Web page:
What happened here? A Sanguine+Choleric just invaded the turf of a Melancholy, asked a non-specific question, and wanted a firm commitment! The Melancholy feels besieged, and defends his carefully-laid plan. How does this same transaction work when the requester is sensitive to the Melancholy nature?

    Salesperson: “I have a prospect in Dallas, Texas who will buy if we can deliver before next Thursday. I understand it’s short-notice, and it will disrupt your entire plan. Maybe it’s impossible. Can you think of any way that we could do this?”

    Manufacturing: “Let me look at what’s in the pipeline. If we can . Yes, I think we can make it.”

    By providing details, acknowledging that it will cause change, and admitting that it’s a hard problem, the salesperson has now engaged the Melancholy as a teammate whose detail-oriented nature is essential to finding an answer to a tough problem.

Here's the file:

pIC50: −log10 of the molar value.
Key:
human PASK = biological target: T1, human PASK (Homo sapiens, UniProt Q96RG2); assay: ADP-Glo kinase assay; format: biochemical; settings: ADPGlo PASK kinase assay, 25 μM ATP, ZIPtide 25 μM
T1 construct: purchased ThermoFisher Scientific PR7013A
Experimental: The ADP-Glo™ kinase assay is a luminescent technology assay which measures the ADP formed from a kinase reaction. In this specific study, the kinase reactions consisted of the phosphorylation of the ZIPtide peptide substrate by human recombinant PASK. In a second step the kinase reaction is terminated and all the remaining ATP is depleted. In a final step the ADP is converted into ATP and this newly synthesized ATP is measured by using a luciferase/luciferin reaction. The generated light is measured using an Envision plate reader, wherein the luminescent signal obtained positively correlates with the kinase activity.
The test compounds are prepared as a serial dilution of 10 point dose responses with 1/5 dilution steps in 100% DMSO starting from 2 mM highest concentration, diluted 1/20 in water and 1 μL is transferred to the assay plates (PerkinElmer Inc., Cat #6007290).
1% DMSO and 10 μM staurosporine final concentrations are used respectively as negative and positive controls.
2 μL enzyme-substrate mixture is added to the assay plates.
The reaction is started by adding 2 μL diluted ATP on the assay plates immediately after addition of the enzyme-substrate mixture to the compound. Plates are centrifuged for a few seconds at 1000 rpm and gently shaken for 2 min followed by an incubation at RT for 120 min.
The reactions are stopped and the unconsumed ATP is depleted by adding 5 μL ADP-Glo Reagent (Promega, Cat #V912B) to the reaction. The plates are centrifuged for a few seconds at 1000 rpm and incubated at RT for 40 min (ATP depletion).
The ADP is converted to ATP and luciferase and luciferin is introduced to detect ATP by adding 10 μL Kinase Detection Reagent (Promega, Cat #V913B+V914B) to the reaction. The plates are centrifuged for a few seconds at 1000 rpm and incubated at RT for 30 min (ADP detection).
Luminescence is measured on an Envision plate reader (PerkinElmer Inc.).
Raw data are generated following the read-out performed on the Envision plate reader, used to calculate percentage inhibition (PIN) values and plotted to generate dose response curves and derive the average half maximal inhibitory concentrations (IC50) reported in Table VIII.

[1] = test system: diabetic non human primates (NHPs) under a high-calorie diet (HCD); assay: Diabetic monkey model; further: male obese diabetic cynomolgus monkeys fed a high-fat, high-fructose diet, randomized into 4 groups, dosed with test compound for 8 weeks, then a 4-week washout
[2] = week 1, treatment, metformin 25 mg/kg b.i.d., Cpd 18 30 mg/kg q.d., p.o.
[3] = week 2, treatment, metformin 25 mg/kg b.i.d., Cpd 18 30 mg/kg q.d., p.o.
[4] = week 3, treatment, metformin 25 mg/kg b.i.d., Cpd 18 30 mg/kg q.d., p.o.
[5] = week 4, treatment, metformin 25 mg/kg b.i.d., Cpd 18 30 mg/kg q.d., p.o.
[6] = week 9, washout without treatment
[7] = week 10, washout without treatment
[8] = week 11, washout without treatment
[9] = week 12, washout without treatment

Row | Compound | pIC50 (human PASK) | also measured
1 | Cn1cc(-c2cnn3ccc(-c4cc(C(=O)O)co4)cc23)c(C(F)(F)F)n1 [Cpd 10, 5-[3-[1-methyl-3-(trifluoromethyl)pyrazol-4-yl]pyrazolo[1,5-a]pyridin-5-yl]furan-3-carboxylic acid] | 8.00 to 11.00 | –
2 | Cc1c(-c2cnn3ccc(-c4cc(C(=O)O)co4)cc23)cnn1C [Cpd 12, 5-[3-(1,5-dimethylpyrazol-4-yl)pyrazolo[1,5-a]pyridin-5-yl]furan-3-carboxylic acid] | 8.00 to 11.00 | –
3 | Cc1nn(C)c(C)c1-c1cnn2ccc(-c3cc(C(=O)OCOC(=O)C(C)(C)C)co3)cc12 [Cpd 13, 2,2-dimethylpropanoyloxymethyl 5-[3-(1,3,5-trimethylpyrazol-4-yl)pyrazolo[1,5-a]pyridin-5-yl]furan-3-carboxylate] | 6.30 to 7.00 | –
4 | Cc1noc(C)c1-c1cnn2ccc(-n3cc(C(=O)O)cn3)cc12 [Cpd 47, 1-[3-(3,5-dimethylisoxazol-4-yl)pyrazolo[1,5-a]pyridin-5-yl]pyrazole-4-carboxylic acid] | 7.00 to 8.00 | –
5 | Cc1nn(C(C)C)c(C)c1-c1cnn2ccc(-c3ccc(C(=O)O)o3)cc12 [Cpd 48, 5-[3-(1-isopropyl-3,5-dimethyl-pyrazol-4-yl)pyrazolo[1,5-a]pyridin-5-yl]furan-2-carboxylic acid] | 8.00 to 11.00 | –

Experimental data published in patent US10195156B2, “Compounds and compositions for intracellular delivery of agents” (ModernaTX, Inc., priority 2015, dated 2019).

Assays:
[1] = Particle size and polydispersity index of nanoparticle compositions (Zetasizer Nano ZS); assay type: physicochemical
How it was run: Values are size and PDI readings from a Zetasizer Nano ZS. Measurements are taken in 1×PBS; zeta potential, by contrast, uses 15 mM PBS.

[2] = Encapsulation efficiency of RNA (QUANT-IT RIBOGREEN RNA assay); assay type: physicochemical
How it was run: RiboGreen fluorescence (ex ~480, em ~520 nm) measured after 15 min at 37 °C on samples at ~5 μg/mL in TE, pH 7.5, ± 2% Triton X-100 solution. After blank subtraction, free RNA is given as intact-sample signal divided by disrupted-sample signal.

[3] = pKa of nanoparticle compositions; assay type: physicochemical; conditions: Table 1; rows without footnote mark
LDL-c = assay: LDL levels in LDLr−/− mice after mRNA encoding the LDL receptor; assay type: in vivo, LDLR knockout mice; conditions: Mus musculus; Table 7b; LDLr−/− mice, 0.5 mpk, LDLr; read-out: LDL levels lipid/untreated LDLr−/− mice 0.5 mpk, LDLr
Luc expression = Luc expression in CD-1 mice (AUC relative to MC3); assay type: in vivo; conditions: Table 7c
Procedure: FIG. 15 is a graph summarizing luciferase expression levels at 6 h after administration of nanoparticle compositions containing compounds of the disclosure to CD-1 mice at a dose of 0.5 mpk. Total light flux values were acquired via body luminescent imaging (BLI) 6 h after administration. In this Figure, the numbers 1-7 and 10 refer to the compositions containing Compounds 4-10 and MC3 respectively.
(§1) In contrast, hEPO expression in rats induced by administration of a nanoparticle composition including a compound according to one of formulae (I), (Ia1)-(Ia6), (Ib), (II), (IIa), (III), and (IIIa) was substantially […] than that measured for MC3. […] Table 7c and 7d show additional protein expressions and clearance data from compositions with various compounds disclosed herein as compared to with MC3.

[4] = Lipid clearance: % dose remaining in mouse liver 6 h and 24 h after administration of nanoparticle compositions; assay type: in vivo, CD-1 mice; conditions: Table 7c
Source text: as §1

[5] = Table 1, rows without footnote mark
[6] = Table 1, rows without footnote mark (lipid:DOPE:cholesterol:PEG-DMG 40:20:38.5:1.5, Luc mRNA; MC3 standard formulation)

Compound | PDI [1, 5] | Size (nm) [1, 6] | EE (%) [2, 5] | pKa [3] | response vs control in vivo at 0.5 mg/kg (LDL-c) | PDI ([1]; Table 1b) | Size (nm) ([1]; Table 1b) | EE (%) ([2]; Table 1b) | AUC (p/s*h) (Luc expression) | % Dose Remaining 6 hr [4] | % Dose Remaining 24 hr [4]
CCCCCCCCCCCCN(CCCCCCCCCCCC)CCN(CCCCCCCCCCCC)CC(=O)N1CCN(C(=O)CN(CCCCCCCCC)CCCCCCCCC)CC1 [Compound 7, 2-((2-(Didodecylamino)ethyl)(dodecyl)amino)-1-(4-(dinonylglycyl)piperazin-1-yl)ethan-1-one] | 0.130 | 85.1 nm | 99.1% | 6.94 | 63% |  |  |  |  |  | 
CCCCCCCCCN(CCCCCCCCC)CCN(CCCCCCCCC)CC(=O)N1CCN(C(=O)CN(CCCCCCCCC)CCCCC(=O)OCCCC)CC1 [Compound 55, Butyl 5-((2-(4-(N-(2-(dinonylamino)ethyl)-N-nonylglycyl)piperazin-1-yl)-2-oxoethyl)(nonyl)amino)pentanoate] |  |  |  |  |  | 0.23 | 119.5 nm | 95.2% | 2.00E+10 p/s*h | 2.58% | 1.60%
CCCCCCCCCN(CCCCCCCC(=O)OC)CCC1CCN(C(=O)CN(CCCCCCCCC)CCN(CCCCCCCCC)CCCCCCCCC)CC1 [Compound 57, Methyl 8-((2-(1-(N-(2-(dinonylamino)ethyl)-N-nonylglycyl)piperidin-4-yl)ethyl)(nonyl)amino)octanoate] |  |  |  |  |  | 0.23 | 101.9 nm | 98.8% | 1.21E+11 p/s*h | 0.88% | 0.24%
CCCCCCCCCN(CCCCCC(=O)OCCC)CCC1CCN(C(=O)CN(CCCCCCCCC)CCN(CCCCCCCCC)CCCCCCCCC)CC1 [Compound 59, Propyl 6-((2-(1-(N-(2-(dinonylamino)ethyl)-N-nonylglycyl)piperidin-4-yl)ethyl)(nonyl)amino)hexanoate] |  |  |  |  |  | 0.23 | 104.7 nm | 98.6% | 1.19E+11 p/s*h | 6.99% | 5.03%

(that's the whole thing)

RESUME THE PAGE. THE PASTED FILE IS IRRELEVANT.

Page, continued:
Bottom line: If you make an effort to understand your nature and the nature of others, and apply that knowledge throughout your organization, your organization will be more effective and have fewer internal conflicts.

    • Kevin R Callahan


      A great illustration of how to use Personality Plus in the workplace! Thanks for contributing.


  2. It is easier to understand these personality types in terms of two variables:

    1. Task-oriented vs. Person-oriented
    2. Outgoing vs. Reserved

    These variables create four basic personality types:

    a. Person-oriented & outgoing (“Sanguine”)
    b. Person-oriented & reserved (“Phlegmatic”)
    c. Task-oriented & outgoing (“Choleric”)
    d. Task-oriented & reserved (“Melancholy”)

    It’s much easier to understand these types because they’re not represented by a somewhat abstract word, rather, by the description of the personality itself.

    It is so important to understand your audience – whether you’re a speaker on stage, a salesman, or giving a presentation in a board room. When you know where the others are coming from, you know where to go to get the result.


  3. Interesting to see the Ptolemaic terms back in use again – last time I saw these I was reading Chaucer! These were obviously so good they entered our normal language, so why not use them?

    Thanks for the article, I enjoyed it.